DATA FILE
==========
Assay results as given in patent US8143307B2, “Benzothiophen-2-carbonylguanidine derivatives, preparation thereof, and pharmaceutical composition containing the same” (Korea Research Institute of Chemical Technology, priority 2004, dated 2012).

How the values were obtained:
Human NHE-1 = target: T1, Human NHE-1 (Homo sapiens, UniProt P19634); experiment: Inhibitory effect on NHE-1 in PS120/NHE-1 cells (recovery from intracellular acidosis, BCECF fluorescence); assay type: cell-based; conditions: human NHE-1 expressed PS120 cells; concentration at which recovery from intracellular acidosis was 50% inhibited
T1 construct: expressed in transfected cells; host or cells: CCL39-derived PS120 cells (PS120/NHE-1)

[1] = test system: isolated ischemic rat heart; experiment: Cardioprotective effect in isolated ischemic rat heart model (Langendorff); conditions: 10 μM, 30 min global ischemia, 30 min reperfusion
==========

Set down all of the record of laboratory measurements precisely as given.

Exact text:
Assay results as given in patent US8143307B2, “Benzothiophen-2-carbonylguanidine derivatives, preparation thereof, and pharmaceutical composition containing the same” (Korea Research Institute of Chemical Technology, priority 2004, dated 2012).

How the values were obtained:
Human NHE-1 = target: T1, Human NHE-1 (Homo sapiens, UniProt P19634); experiment: Inhibitory effect on NHE-1 in PS120/NHE-1 cells (recovery from intracellular acidosis, BCECF fluorescence); assay type: cell-based; conditions: human NHE-1 expressed PS120 cells; concentration at which recovery from intracellular acidosis was 50% inhibited
T1 construct: expressed in transfected cells; host or cells: CCL39-derived PS120 cells (PS120/NHE-1)

[1] = test system: isolated ischemic rat heart; experiment: Cardioprotective effect in isolated ischemic rat heart model (Langendorff); conditions: 10 μM, 30 min global ischemia, 30 min reperfusion